10 Steps: Ace Any Exam

May 5, 2013

As mentioned last week, tomorrow kicks off the first week of College Board’s AP exams. Over the next twelve days numerous students will be putting their knowledge to the test as they strive to ace these challenging exams. While these tests are both mentally and physically taxing, these ten steps can help you do your best.

1. Stop studying: Although it seems counterintuitive, research shows that studying too much can negatively affect a student’s performance on an exam. There comes a point when the amount of energy spent on reviewing information actual takes away from the amount of information that is retained. So put your books away 24 hours before your scheduled exam and give your brain the rest it needs.

2. Schedule something fun: Reward all the hard work you have done with plans to do something fun after your exam. Rent a movie, go out with friends, or simply treat yourself to some frozen yogurt. Having something fun to look forward to after your exam helps calm your nerves and gives you something to get excited about. It also helps you push through some of the mental anguish of a challenging exam because you know the test won’t last forever.

3. Avoid intense physical activity: The night before an exam is not the time to schedule a 5K or a wrestling match. It is important to try to minimize the amount of adrenaline that is dumped into your body. It’s best to let both your body and your mind relax. Try taking a hot bath or practicing stretching instead.

4. Sleep, sleep,sleep: The importance of a good night’s rest can’t be overstated. Our brains need quality sleep in order to fully process information. All of your hours of studying will be wasted if you don’t give yourself the right amount of rest. Make sure you go to bed early enough so you can get a full 8 hours of rest. Skip anything that has caffeine and don’t go to bed on a full stomach.

5. Lay out everything you need: Getting everything organized the night before will save time, energy, stress. Make sure you have everything that you need for your specific test. Bring any registration information, photo identifications, writing utensils, and anything else your teacher has told you to bring. Set out comfortable clothes and shoes, and don’t forget to dress in layers. Testing facilities often fluctuate between being too hot and too cold.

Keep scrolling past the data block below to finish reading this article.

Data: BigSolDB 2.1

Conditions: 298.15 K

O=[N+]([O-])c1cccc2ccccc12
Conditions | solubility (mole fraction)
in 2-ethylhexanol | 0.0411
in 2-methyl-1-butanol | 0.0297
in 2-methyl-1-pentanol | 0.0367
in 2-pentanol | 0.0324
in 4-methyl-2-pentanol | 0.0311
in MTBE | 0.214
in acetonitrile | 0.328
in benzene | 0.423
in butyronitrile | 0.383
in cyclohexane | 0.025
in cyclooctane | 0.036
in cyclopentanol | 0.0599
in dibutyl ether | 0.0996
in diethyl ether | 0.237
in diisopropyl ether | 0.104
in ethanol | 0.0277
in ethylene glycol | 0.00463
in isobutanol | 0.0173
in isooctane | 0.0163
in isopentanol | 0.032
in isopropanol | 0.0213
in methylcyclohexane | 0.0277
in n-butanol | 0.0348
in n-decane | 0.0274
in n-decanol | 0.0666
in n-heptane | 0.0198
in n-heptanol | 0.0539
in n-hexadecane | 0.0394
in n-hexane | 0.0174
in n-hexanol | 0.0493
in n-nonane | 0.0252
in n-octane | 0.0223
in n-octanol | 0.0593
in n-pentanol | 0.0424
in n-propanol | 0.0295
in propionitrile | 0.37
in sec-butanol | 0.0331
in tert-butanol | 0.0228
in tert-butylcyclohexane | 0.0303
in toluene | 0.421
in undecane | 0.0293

6. Eat breakfast: Make sure you wake up with enough time to eat a solid breakfast that includes protein, carbohydrates, and a healthy source of fat (like peanut butter). Your food will give you the energy you need to make it through your test. Avoid anything that is highly processed or full of sugar. You don’t want to have a blood sugar crash during your test because that will take away your focus. Foods like eggs, toast, peanut butter, milk (dairy, soy, almond), chicken are all great examples of the right type of fuel.

7. Leave with enough time: Traffic can be unpredictable and the last thing you need is the extra level of stress that comes with being late. Make sure you leave at least 15 minutes earlier than normal. Giving yourself this time cushion can help ease any additional travel anxiety.

8. Take snacks and water: Many standardize tests are between a couple to several hours long. It is good idea to bring a couple types of healthy snacks (nuts, granola bars, dried fruit) to keep with you during these long days. This way if you start to feel hungry or tired you will be prepared.

9. If you don’t know the answer, skip it: A major mistake students make during a test is wasting time on questions they don’t know the answer to. Even if it something you could remember the night before, don’t waste your precious time trying to figure out the test questions in order. If something has slipped your mind, leave it and come back to it. Chances are you will remember later on and can answer that question correctly.

10. Leave enough time to review your answers: Lastly, before you turn your test in make sure you review your answers and any answer booklets. Taking a couple minutes to ensure you accurately answered the questions can help save you points. Read over any essays or writing examples to ensure you didn’t make any simple mistakes such as grammar or spelling. Reviewing your work should give you that last bit of confidence that you have done everything in your power to ace your test.

AP TEST Calendar

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